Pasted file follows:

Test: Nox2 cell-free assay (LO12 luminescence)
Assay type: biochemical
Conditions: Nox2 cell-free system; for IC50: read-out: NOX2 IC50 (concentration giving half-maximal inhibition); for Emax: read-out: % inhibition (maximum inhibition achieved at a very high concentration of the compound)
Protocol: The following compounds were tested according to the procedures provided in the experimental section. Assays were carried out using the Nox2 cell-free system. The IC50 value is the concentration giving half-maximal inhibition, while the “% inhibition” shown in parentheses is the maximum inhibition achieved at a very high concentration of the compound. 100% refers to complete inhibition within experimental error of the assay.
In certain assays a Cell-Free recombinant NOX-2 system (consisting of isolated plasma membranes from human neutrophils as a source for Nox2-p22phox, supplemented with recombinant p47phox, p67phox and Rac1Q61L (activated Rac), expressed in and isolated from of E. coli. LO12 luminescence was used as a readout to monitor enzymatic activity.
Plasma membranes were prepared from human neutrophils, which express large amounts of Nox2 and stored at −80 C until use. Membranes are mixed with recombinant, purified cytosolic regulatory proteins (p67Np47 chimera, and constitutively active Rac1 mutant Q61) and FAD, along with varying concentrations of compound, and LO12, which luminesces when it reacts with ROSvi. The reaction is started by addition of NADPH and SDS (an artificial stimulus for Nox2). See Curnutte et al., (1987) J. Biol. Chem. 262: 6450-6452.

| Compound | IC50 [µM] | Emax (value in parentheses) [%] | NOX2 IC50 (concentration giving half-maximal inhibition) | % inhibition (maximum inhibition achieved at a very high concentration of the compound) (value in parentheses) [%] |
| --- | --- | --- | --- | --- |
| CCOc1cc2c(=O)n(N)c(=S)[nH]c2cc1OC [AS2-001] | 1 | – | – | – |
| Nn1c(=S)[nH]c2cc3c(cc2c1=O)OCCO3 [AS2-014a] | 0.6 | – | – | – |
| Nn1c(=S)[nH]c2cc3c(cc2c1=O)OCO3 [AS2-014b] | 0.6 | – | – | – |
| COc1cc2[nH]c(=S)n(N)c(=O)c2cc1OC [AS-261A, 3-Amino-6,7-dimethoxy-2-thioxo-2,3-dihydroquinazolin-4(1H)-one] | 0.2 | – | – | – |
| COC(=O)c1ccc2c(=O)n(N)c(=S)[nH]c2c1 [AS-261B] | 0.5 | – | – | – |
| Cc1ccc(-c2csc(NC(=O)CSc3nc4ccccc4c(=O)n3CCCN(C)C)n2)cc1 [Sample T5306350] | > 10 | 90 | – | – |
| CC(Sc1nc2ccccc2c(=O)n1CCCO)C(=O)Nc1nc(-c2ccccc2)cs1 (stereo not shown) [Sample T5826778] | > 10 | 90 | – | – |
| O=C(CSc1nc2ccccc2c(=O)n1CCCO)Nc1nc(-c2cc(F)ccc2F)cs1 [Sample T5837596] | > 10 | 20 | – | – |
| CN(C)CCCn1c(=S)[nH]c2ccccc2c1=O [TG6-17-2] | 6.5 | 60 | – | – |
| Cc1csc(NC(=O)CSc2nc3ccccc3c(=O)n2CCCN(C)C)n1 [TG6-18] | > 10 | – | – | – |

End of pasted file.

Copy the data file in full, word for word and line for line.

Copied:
Test: Nox2 cell-free assay (LO12 luminescence)
Assay type: biochemical
Conditions: Nox2 cell-free system; for IC50: read-out: NOX2 IC50 (concentration giving half-maximal inhibition); for Emax: read-out: % inhibition (maximum inhibition achieved at a very high concentration of the compound)
Protocol: The following compounds were tested according to the procedures provided in the experimental section. Assays were carried out using the Nox2 cell-free system. The IC50 value is the concentration giving half-maximal inhibition, while the “% inhibition” shown in parentheses is the maximum inhibition achieved at a very high concentration of the compound. 100% refers to complete inhibition within experimental error of the assay.
In certain assays a Cell-Free recombinant NOX-2 system (consisting of isolated plasma membranes from human neutrophils as a source for Nox2-p22phox, supplemented with recombinant p47phox, p67phox and Rac1Q61L (activated Rac), expressed in and isolated from of E. coli. LO12 luminescence was used as a readout to monitor enzymatic activity.
Plasma membranes were prepared from human neutrophils, which express large amounts of Nox2 and stored at −80 C until use. Membranes are mixed with recombinant, purified cytosolic regulatory proteins (p67Np47 chimera, and constitutively active Rac1 mutant Q61) and FAD, along with varying concentrations of compound, and LO12, which luminesces when it reacts with ROSvi. The reaction is started by addition of NADPH and SDS (an artificial stimulus for Nox2). See Curnutte et al., (1987) J. Biol. Chem. 262: 6450-6452.

| Compound | IC50 [µM] | Emax (value in parentheses) [%] | NOX2 IC50 (concentration giving half-maximal inhibition) | % inhibition (maximum inhibition achieved at a very high concentration of the compound) (value in parentheses) [%] |
| --- | --- | --- | --- | --- |
| CCOc1cc2c(=O)n(N)c(=S)[nH]c2cc1OC [AS2-001] | 1 | – | – | – |
| Nn1c(=S)[nH]c2cc3c(cc2c1=O)OCCO3 [AS2-014a] | 0.6 | – | – | – |
| Nn1c(=S)[nH]c2cc3c(cc2c1=O)OCO3 [AS2-014b] | 0.6 | – | – | – |
| COc1cc2[nH]c(=S)n(N)c(=O)c2cc1OC [AS-261A, 3-Amino-6,7-dimethoxy-2-thioxo-2,3-dihydroquinazolin-4(1H)-one] | 0.2 | – | – | – |
| COC(=O)c1ccc2c(=O)n(N)c(=S)[nH]c2c1 [AS-261B] | 0.5 | – | – | – |
| Cc1ccc(-c2csc(NC(=O)CSc3nc4ccccc4c(=O)n3CCCN(C)C)n2)cc1 [Sample T5306350] | > 10 | 90 | – | – |
| CC(Sc1nc2ccccc2c(=O)n1CCCO)C(=O)Nc1nc(-c2ccccc2)cs1 (stereo not shown) [Sample T5826778] | > 10 | 90 | – | – |
| O=C(CSc1nc2ccccc2c(=O)n1CCCO)Nc1nc(-c2cc(F)ccc2F)cs1 [Sample T5837596] | > 10 | 20 | – | – |
| CN(C)CCCn1c(=S)[nH]c2ccccc2c1=O [TG6-17-2] | 6.5 | 60 | – | – |
| Cc1csc(NC(=O)CSc2nc3ccccc3c(=O)n2CCCN(C)C)n1 [TG6-18] | > 10 | – | – | – |